- The U.S. Environmental Protection Agency (EPA) created “We’re for Water” as a national campaign to educate consumers about water-saving behaviors and WaterSense labeled products. The WaterSense label makes it easy to identify products that use less water and perform as well as or better than standard models.
- Whether by replacing an inefficient fixture with a WaterSense labeled product or adopting water-efficient behaviors, we can all take action to save water for future generations.
- Saving is as easy as check, twist, replace.
- Check toilets for silent leaks: put a few drops of food coloring in the tank and wait 10 minutes to flush. If color appears in the bowl, the flapper may need replacing.
- Twist on a WaterSense labeled bathroom faucet aerator to save water and energy at the tap without noticing a difference in flow.
- Replace your showerhead with a WaterSense labeled model that uses less water and energy, but still lets you shower with power.
- Join thousands of your neighbors in We’re for Water. Make simple changes at home to save water and energy.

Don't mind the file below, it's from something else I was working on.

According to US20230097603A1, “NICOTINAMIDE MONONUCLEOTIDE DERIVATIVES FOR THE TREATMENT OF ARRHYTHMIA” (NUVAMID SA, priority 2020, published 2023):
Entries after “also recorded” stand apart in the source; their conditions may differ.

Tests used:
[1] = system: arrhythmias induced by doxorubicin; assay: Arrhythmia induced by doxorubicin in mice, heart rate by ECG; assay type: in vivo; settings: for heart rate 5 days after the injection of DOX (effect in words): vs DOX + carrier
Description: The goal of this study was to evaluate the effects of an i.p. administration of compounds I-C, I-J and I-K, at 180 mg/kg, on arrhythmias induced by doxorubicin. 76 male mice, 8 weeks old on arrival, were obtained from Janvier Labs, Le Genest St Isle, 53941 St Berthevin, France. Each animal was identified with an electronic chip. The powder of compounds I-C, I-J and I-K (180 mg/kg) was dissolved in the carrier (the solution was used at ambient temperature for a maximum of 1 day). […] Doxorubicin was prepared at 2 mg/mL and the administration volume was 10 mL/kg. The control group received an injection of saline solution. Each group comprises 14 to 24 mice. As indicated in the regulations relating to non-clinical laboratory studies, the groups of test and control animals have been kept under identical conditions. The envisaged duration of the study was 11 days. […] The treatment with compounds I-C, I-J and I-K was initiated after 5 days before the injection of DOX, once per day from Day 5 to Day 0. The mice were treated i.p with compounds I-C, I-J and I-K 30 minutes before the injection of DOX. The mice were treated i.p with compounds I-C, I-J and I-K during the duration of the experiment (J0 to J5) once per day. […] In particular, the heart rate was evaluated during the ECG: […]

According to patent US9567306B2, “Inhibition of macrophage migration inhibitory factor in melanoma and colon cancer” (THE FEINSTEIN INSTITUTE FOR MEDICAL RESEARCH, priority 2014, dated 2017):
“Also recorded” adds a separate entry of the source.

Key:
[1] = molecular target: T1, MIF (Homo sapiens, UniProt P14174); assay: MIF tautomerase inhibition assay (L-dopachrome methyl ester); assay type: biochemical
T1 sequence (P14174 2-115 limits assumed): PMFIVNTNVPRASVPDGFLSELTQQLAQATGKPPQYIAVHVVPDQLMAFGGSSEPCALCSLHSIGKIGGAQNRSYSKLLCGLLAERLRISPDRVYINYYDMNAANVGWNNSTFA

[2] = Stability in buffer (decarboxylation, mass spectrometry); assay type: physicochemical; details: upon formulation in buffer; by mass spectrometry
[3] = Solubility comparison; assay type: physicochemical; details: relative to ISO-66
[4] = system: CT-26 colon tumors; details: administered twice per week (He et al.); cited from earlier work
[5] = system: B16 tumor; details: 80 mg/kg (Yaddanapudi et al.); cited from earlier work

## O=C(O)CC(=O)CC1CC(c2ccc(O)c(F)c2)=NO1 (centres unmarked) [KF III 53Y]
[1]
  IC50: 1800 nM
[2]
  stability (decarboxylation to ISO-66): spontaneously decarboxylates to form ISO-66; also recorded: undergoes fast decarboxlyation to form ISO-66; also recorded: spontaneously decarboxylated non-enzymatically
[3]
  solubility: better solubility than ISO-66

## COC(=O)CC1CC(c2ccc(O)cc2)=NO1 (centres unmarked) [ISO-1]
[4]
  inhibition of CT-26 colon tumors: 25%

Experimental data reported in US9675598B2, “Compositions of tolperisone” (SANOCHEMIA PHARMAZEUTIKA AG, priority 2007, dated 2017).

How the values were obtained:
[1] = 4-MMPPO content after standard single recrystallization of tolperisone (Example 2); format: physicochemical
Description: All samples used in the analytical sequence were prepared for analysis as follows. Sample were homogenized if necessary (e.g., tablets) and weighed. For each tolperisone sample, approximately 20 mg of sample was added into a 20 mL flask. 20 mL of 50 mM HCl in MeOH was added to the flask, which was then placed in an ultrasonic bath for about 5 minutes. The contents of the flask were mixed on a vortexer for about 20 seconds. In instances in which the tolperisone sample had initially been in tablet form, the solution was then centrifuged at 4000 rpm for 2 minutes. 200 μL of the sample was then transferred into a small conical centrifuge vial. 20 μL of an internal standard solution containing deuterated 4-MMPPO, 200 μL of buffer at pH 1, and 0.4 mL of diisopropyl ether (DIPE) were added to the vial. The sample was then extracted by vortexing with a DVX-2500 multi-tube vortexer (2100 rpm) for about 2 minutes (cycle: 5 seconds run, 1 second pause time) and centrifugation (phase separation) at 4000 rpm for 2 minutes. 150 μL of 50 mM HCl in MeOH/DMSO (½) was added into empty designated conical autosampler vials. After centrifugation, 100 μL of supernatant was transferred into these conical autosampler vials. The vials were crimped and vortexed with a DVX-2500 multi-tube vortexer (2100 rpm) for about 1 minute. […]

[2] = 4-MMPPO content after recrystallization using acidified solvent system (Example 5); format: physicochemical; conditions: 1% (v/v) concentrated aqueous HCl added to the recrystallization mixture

The operation of Cinco MUD 8 is dependent upon the collection of property taxes. 90% of the homes were flooded leading to decreased appraised values. Due to Hurricane Harvey and its effects on the District, the 2018 property tax rate was raised to $0.96 per $100 of assessed value. While we understand that some homes within the District were not impacted as much as others, the Board of Directors had to make a difficult decision that it thought would be in the overall best interest of the District’s residents by keeping the District operating. As soon as the Hurricane Harvey rains stopped, the District met and decided to hire debris removal services in an attempt to clean the neighborhood and help residents with the rebuilding process as quickly as possible. Additionally, the District paid to clean and repair all streets that were damaged by Hurricane Harvey and paid to clean the entirety of the District’s storm sewer system. While the District sympathizes with everyone paying the increased tax rate, those flooded homes will receive a net lower bill over 2017. The Board of Directors is hopeful to reduce its tax rate for 2019 when the value of homes go back up.